The Rails Edge Denver

Tomorrow I will be attending the Day 1 of The Rails Edge series presented by the good folks at Pragmatic Studio.

Choice of Language and Framework

Our company is solidly behind web applications as the future of software delivery, especially as Internet connectivity becomes ubiquitous. We are also commited to Ruby on Rails as our development environment of choice. Nothing else has met the speed of development and, more importantly, the joy of development than that which I have experienced with Ruby and Rails. We have developed (but not yet deployed) our first application using Rails.

You can read more about Ruby and Rails in my review of David Black’s book Ruby for Rails.

Choice of Business Model

While choice of language is largely a matter of personal preference, choice of business model is a result of studying the industry; especially looking at other software companies’ experiences in the both product markets and services markets.

Products or Services?

Services provide more chances for recurring revenue

In his book, The Business of Software, MIT Professor Michael A. Cusumano states that he used to believe it was better to be a products company. But as of the writing of the book (2004 – which I know is an eon ago in tech years) he says he “no longer think(s) this is true”. Why?

The key is in recurring revenues. Services companies can sell support and consulting services even during times when customers are not buying software.

Services companies excel at showing that they can provide value (by saving costs, by finding hidden money, etc) even during times when their customers are having a hard time. Professor Cusumano posits that when customers feel that their IT partners understand their needs better than any other service provider, customers will be more likely to continue to do business with them – even in times of downturns.

Service providers seem to be in demand even when on the product side customers decide not to purchase an upgrade during tight times, a customer may no longer be growing so needs no additional seats, or a product may simply become commoditized or fully matured, offering customers no real motivation to make additional purchases.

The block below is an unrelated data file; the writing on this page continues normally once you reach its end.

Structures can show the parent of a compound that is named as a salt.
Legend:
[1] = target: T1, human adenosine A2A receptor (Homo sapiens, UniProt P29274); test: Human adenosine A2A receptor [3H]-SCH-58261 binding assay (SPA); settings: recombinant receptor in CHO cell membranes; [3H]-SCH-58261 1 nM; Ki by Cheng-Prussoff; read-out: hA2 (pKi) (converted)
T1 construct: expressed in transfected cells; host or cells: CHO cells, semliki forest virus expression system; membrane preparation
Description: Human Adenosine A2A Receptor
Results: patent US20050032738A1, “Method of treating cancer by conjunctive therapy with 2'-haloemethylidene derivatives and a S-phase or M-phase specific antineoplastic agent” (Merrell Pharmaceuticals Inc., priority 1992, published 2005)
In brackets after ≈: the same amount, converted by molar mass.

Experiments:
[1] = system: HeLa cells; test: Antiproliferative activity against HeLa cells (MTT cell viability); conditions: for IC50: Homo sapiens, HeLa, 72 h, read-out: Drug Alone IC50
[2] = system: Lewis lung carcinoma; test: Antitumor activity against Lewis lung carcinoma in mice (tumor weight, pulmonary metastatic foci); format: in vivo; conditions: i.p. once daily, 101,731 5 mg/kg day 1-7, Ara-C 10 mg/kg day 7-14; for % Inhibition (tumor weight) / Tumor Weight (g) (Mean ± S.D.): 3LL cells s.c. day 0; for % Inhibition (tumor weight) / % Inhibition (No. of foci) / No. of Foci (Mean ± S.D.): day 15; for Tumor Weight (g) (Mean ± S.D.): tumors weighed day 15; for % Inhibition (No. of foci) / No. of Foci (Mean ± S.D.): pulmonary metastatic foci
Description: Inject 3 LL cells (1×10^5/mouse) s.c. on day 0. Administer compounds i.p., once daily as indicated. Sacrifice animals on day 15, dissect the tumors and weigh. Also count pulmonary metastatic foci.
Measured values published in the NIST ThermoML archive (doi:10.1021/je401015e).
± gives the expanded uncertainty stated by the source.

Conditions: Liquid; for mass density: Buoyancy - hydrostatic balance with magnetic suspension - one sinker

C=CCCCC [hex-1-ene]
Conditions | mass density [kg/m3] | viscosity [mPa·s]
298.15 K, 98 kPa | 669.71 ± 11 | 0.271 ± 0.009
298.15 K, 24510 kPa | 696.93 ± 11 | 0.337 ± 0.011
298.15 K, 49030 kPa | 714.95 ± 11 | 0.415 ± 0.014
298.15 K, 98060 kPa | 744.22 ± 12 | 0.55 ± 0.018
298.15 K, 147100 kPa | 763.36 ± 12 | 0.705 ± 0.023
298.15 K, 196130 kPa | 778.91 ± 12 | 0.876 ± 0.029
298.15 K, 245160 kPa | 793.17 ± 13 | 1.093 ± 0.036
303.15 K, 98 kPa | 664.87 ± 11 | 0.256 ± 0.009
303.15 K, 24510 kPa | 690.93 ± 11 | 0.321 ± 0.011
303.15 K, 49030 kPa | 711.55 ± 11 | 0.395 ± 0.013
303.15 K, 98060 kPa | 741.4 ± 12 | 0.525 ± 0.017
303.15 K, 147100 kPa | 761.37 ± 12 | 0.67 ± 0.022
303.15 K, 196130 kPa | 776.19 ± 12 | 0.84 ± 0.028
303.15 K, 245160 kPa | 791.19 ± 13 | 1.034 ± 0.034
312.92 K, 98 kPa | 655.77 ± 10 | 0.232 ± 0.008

… yet …

Products Provide Dramatically Improved Profit Margins

The kicker though is the “striking” difference between software companies and service companies: gross profit margin. He cites examples of large software companies that report 99% gross profit margins on their software product business, yet only 61% gross profit margins on services business! Wow! Who wouldn’t want 99% gross profit margins!? (It turns out that there are many companies not saved by their high profit margins – but that’s a different article).

This makes sense and is a basic reason that many of us have the big dream of riches from our software creations: for each additional piece of software that is sold, the incremental gross costs are very little. Mr. Cusumano appropriately compares this to the book business and I would add the music business. One hit and an artists or author can be set for quite some time. While for each additional hour of services provided, there is an almost linear increase in labor cost to the company providing the service.

The goal for a strictly product company would be to create a product or products and then do not perform any customizations or consulting services for individual customers. All customers get the same product. When one customer looks and interacts with the company just like every other, Product companies have no incremental costs with each new customer. Directed at individuals more than companies Steve Pavlina
refers to this as ensuring that your income is not tied to your time.

But – before you head all cylinders down the product road remember the issues with a product strategy are that 1: product sales can quickly fall short of expectations in down times and 2: just like with authors and artists, it can be difficult to produce that hit single.

How about a hybrid?

(and not the kind you drive to save the planet – but maybe a strategy to save a company)

Professor Cusumano’s study is, of course, much more detailed and well-spoken in his book than my ramblings here – but hopefully you get the point up to now and can follow along to the finale. I introduce it here in order to lead up to where I think that Software as a Service (SaaS) might fit in.

Professor Cusumano does not let readers of his book off with the easy choice of a hybrid company that offers both products and services – but I would. And I believe Software as a Service is one way to do so. I don’t claim SaaS as anything revolutionary, I’m not asking you to jump on the Web 2.0 bandwagon, and I hope not to sound like a “me too” lemming waddling toward the cliff. It just jumps out as an answer and I will write more about why in the next installment on this topic.

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